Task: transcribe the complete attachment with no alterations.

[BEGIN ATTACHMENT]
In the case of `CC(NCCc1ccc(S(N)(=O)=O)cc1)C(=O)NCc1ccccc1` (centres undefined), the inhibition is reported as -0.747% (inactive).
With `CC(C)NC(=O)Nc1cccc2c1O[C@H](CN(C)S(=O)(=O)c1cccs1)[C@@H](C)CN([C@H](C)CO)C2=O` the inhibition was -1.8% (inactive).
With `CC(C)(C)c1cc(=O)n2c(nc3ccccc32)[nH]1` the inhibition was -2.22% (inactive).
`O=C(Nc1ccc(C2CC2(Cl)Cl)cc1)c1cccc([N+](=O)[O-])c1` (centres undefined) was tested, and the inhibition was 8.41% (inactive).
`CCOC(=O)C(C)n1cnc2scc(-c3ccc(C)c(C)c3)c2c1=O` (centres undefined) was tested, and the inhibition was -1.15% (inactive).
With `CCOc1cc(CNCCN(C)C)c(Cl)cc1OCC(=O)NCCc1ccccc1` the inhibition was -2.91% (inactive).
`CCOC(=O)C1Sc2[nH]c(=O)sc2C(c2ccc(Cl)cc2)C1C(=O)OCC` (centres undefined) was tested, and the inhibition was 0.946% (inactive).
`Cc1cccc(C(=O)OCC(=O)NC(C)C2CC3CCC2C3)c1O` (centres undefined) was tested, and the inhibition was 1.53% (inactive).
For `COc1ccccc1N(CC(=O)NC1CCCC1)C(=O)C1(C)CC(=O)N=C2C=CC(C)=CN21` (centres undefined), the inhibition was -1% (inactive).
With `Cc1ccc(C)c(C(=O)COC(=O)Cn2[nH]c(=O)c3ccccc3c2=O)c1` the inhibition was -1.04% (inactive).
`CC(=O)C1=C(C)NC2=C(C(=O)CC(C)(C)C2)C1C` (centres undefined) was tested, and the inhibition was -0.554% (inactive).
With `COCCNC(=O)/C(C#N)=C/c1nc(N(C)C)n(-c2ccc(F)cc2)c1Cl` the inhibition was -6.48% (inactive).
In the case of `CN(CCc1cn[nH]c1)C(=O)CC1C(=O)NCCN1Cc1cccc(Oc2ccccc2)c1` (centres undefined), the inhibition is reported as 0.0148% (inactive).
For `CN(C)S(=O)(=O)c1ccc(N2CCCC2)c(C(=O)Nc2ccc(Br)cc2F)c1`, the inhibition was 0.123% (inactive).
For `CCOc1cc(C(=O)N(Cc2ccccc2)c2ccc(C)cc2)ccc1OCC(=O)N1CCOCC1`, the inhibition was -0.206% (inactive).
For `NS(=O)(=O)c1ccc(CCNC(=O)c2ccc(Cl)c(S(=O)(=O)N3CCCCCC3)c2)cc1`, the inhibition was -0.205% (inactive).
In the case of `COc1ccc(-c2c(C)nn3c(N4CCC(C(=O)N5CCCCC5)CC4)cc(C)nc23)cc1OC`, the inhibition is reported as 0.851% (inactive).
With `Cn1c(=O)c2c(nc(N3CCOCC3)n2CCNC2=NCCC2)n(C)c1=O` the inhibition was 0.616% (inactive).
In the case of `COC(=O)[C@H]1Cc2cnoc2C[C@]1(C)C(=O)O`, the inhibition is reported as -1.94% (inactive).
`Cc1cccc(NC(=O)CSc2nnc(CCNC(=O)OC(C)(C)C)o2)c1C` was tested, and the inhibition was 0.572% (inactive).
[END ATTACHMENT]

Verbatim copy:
In the case of `CC(NCCc1ccc(S(N)(=O)=O)cc1)C(=O)NCc1ccccc1` (centres undefined), the inhibition is reported as -0.747% (inactive).
With `CC(C)NC(=O)Nc1cccc2c1O[C@H](CN(C)S(=O)(=O)c1cccs1)[C@@H](C)CN([C@H](C)CO)C2=O` the inhibition was -1.8% (inactive).
With `CC(C)(C)c1cc(=O)n2c(nc3ccccc32)[nH]1` the inhibition was -2.22% (inactive).
`O=C(Nc1ccc(C2CC2(Cl)Cl)cc1)c1cccc([N+](=O)[O-])c1` (centres undefined) was tested, and the inhibition was 8.41% (inactive).
`CCOC(=O)C(C)n1cnc2scc(-c3ccc(C)c(C)c3)c2c1=O` (centres undefined) was tested, and the inhibition was -1.15% (inactive).
With `CCOc1cc(CNCCN(C)C)c(Cl)cc1OCC(=O)NCCc1ccccc1` the inhibition was -2.91% (inactive).
`CCOC(=O)C1Sc2[nH]c(=O)sc2C(c2ccc(Cl)cc2)C1C(=O)OCC` (centres undefined) was tested, and the inhibition was 0.946% (inactive).
`Cc1cccc(C(=O)OCC(=O)NC(C)C2CC3CCC2C3)c1O` (centres undefined) was tested, and the inhibition was 1.53% (inactive).
For `COc1ccccc1N(CC(=O)NC1CCCC1)C(=O)C1(C)CC(=O)N=C2C=CC(C)=CN21` (centres undefined), the inhibition was -1% (inactive).
With `Cc1ccc(C)c(C(=O)COC(=O)Cn2[nH]c(=O)c3ccccc3c2=O)c1` the inhibition was -1.04% (inactive).
`CC(=O)C1=C(C)NC2=C(C(=O)CC(C)(C)C2)C1C` (centres undefined) was tested, and the inhibition was -0.554% (inactive).
With `COCCNC(=O)/C(C#N)=C/c1nc(N(C)C)n(-c2ccc(F)cc2)c1Cl` the inhibition was -6.48% (inactive).
In the case of `CN(CCc1cn[nH]c1)C(=O)CC1C(=O)NCCN1Cc1cccc(Oc2ccccc2)c1` (centres undefined), the inhibition is reported as 0.0148% (inactive).
For `CN(C)S(=O)(=O)c1ccc(N2CCCC2)c(C(=O)Nc2ccc(Br)cc2F)c1`, the inhibition was 0.123% (inactive).
For `CCOc1cc(C(=O)N(Cc2ccccc2)c2ccc(C)cc2)ccc1OCC(=O)N1CCOCC1`, the inhibition was -0.206% (inactive).
For `NS(=O)(=O)c1ccc(CCNC(=O)c2ccc(Cl)c(S(=O)(=O)N3CCCCCC3)c2)cc1`, the inhibition was -0.205% (inactive).
In the case of `COc1ccc(-c2c(C)nn3c(N4CCC(C(=O)N5CCCCC5)CC4)cc(C)nc23)cc1OC`, the inhibition is reported as 0.851% (inactive).
With `Cn1c(=O)c2c(nc(N3CCOCC3)n2CCNC2=NCCC2)n(C)c1=O` the inhibition was 0.616% (inactive).
In the case of `COC(=O)[C@H]1Cc2cnoc2C[C@]1(C)C(=O)O`, the inhibition is reported as -1.94% (inactive).
`Cc1cccc(NC(=O)CSc2nnc(CCNC(=O)OC(C)(C)C)o2)c1C` was tested, and the inhibition was 0.572% (inactive).